A new Penguin edition of Ibsen's two great verse plays, in masterful versions by one of our greatest living poets, Geoffrey Hill.
These two powerful and contrasting verse dramas by Ibsen made his reputation as a playwright. The fantastical adventures of the irrepressible Peer Gynt - poet, idler, procrastinator, seducer - draw on Norwegian folklore to conjure up mountains, kidnappings, shipwrecks and trolls in an exuberant examination of truth and the self; while Brand, an unsparing vision of an idealistic priest who lives by his steely faith, explores free will and sacrifice. This volume brings together the poet Geoffrey Hill's acclaimed stage version of Brand with a new poetic rendering of Peer Gynt, published for the first time.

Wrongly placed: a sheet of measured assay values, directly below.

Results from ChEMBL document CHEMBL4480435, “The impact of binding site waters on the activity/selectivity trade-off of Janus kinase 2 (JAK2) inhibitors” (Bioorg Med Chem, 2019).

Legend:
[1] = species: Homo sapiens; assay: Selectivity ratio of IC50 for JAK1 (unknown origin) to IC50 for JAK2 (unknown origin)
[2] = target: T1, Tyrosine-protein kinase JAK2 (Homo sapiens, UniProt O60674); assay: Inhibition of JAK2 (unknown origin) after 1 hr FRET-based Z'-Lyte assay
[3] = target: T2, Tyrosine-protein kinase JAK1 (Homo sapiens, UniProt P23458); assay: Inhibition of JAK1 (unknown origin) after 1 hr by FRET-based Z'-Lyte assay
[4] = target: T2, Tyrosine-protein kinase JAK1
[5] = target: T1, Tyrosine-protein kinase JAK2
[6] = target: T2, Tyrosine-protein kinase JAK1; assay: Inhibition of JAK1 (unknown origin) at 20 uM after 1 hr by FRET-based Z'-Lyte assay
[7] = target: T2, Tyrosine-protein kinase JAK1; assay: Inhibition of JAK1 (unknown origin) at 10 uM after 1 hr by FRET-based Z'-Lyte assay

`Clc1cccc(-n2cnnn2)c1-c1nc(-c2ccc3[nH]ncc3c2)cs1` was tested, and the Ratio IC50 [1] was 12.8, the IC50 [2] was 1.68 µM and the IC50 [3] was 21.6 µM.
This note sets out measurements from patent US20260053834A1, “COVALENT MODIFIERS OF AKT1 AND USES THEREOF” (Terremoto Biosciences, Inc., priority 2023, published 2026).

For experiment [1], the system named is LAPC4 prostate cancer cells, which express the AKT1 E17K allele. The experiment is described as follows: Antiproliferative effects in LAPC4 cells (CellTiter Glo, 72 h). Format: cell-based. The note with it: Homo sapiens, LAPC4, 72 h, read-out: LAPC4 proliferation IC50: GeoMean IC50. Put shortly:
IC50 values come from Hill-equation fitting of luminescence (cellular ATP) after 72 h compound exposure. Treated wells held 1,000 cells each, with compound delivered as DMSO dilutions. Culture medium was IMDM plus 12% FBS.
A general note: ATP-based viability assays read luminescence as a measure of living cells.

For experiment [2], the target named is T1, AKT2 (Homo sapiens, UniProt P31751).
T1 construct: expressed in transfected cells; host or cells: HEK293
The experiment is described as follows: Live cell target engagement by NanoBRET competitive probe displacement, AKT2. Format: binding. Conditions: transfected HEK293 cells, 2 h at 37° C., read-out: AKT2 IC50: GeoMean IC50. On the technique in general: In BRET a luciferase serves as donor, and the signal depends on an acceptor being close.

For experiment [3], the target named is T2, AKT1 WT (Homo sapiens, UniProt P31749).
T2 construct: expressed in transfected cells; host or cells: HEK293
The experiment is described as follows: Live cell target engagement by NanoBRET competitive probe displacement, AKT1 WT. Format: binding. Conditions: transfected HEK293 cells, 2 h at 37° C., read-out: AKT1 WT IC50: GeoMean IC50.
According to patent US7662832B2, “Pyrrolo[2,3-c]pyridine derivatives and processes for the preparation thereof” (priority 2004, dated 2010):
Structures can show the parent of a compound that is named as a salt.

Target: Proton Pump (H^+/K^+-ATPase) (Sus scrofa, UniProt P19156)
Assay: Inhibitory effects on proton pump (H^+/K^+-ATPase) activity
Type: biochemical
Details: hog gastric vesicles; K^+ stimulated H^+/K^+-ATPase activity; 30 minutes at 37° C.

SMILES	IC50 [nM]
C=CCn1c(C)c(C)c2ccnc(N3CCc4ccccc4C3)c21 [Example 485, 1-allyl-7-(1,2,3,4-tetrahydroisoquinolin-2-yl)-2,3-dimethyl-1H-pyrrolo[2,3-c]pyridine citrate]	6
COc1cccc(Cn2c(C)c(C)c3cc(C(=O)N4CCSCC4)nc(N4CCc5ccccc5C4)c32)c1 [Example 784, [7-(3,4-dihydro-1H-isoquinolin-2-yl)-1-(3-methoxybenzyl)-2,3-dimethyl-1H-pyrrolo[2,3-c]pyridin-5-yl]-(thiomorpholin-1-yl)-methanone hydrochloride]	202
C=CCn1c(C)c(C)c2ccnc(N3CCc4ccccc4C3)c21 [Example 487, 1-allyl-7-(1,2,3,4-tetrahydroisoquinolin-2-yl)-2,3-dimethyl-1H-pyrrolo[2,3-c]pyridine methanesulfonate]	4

This Penguin edition includes an interview with Geoffrey Hill about recreating Ibsen in English, an introduction by Janet Garton and editorial materials by Tore Rem.
Henrik Ibsen (1828-1906) is often called 'the Father of Modern Drama'. Born in Norway, he left his homeland in 1864 for a 21-year long voluntary exile in Italy and Germany. After successes with the verse dramas Brand and Peer Gynt, he turned to prose, writing his great 12-play cycle of society dramas between 1877 and 1899. This included A Doll's House, Ghosts, Hedda Gabler, The Master Builder, and, finally, When We Dead Awaken. Sir Geoffrey Hill (1932-2016) was Professor of Poetry at the University of Oxford from 2010 to 2015. He published many volumes of poetry and critical writing, winning many awards, and his Broken Hierarchies: Collected Poems 1952-2012 appeared in 2013.